By John McCrae, doctor and teacher, veteran of the South African War and the First World War
In Flanders Fields the poppies blow
Between the crosses, row on row,
That mark our place; and in the sky
The larks, still bravely singing, fly
Scarce heard amid the guns below.
We are the Dead. Short days ago
We lived, felt dawn, saw sunset glow,
Loved, and were loved, and now we lie
In Flanders fields.
Take up our quarrel with the foe:
To you from failing hands we throw
The torch, be yours to hold it high.
If ye break faith with us who die
We shall not sleep, though poppies grow
In Flanders fields
Information courtesy of Veteran Affairs Canada:
Before he died, John McCrae had the satisfaction of knowing that his poem had been a success. Soon after its publication, it became the most popular poem on the First World War. It was translated into many languages and used on billboards advertising the sale of the first Victory Loan Bonds in Canada in 1917. Designed to raise $150,000,000, the campaign raised $400,000,000.A biography of John McCrae and the context of the poem may also be found at the Veteran Affairs Canada link.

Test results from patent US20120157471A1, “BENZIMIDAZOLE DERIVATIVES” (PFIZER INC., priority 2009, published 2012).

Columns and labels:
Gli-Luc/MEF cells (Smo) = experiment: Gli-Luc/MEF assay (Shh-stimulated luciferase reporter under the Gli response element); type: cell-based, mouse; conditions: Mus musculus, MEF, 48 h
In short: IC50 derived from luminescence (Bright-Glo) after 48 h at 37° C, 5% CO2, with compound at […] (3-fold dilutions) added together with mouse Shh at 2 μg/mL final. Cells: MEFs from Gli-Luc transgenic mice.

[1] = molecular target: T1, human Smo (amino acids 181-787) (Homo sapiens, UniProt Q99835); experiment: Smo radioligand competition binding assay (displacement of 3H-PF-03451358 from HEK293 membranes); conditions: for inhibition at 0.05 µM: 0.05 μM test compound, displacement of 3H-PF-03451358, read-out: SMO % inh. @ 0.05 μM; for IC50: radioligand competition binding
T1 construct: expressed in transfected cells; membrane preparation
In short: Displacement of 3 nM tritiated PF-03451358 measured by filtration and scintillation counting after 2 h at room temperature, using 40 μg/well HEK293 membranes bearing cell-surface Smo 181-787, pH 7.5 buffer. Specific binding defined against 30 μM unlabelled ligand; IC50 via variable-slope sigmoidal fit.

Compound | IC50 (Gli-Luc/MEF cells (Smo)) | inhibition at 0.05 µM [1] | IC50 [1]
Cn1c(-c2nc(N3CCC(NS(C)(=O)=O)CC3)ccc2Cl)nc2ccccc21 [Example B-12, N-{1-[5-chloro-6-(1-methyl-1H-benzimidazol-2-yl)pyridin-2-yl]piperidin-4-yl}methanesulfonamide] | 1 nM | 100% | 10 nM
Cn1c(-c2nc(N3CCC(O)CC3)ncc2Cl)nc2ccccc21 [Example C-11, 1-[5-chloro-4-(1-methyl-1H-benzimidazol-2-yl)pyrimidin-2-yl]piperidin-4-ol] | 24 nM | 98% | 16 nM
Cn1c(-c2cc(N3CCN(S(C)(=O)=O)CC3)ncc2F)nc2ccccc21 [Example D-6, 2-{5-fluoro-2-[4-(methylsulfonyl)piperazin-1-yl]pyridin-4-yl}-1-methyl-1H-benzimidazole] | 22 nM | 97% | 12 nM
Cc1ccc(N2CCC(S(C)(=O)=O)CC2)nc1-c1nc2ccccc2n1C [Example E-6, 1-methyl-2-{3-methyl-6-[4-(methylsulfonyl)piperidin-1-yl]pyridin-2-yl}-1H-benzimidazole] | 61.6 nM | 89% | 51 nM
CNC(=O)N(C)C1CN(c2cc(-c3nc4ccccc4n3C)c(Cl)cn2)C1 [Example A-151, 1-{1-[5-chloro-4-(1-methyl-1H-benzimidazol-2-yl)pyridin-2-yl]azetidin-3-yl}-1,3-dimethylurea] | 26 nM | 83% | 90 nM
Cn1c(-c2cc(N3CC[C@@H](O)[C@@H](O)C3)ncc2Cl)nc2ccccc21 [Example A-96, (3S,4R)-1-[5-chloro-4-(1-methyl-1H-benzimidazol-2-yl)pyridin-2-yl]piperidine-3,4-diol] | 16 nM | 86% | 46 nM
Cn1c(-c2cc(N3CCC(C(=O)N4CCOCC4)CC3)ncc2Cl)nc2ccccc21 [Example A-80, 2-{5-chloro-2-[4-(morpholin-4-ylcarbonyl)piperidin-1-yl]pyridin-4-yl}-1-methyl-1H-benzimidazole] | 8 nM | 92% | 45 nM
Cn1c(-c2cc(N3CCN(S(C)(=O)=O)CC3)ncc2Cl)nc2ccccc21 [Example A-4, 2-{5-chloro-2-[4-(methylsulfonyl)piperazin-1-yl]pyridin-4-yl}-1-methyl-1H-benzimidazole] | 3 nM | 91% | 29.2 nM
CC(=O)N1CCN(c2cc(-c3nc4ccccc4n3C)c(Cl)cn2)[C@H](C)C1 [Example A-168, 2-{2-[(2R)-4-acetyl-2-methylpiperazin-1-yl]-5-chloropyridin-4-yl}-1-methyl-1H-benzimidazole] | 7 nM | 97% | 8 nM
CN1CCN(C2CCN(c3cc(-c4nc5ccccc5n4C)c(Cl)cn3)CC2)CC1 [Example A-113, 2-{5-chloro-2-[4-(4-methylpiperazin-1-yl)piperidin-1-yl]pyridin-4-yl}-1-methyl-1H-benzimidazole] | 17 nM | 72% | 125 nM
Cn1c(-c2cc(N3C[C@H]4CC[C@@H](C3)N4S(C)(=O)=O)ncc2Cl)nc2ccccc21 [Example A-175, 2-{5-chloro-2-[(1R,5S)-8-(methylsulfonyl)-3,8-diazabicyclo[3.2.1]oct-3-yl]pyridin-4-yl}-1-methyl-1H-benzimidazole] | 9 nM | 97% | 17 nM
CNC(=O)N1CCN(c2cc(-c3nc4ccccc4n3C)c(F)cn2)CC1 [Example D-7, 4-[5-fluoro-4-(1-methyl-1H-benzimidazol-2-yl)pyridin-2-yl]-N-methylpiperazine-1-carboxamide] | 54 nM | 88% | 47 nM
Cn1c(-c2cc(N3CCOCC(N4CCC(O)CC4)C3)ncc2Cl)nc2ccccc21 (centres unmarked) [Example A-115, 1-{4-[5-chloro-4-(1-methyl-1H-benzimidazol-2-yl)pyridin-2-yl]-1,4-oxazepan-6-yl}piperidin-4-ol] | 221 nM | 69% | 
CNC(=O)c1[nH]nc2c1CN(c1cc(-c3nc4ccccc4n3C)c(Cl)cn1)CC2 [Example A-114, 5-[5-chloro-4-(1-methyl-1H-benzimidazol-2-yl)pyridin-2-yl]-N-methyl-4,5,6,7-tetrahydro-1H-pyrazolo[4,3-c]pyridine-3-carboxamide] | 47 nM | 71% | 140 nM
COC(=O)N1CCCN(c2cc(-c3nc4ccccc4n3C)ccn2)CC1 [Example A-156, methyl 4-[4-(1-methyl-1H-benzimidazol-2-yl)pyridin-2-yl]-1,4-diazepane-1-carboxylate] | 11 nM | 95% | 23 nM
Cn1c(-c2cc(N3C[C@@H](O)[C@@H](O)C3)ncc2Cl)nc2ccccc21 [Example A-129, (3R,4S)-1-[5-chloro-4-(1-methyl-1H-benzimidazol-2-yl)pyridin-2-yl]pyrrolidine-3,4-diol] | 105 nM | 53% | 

In part because of the poem's popularity, the poppy was adopted as the Flower of Remembrance for the war dead of Britain, France, the United States, Canada and other Commonwealth countries.
Today, people continue to pay tribute to the poet of "In Flanders Fields" by visiting McCrae House, the limestone cottage in Guelph, Ontario where he was born. The house has been preserved as a museum. Beside it are a memorial cenotaph and a garden of remembrance.
The symbolic poppy and John McCrae's poems are still linked and the voices of those who have died in war continue to be heard each Remembrance Day.